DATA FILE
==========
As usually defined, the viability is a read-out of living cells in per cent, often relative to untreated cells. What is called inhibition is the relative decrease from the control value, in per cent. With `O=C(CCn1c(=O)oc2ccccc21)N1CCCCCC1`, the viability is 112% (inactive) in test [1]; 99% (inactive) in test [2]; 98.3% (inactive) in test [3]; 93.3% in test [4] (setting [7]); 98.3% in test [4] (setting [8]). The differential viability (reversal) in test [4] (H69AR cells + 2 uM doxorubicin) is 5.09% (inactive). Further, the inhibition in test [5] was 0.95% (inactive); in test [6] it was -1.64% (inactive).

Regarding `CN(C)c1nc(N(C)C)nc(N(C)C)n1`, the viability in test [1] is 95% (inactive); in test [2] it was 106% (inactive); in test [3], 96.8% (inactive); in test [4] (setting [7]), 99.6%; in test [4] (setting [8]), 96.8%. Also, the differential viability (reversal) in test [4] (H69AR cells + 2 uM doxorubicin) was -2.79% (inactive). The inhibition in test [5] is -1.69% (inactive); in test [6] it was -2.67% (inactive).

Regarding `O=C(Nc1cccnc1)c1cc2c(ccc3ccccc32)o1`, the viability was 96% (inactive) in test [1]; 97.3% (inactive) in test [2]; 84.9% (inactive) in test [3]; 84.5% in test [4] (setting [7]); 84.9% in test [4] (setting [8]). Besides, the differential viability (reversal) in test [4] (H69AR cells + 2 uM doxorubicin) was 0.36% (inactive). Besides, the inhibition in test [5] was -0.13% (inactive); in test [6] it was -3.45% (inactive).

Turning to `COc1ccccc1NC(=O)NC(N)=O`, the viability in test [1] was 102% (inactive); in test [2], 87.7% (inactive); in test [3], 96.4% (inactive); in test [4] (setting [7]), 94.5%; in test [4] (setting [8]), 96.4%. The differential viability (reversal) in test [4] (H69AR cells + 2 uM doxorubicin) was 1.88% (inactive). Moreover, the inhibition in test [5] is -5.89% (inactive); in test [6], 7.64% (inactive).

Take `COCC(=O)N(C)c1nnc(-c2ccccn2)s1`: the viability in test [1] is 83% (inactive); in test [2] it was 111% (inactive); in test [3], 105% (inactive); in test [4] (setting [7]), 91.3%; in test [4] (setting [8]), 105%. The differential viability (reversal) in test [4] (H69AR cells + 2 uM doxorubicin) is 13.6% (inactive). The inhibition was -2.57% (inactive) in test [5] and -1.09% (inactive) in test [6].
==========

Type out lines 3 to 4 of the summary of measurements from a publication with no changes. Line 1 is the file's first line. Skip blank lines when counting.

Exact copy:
Regarding `O=C(Nc1cccnc1)c1cc2c(ccc3ccccc32)o1`, the viability was 96% (inactive) in test [1]; 97.3% (inactive) in test [2]; 84.9% (inactive) in test [3]; 84.5% in test [4] (setting [7]); 84.9% in test [4] (setting [8]). Besides, the differential viability (reversal) in test [4] (H69AR cells + 2 uM doxorubicin) was 0.36% (inactive). Besides, the inhibition in test [5] was -0.13% (inactive); in test [6] it was -3.45% (inactive).

Turning to `COc1ccccc1NC(=O)NC(N)=O`, the viability in test [1] was 102% (inactive); in test [2], 87.7% (inactive); in test [3], 96.4% (inactive); in test [4] (setting [7]), 94.5%; in test [4] (setting [8]), 96.4%. The differential viability (reversal) in test [4] (H69AR cells + 2 uM doxorubicin) was 1.88% (inactive). Moreover, the inhibition in test [5] is -5.89% (inactive); in test [6], 7.64% (inactive).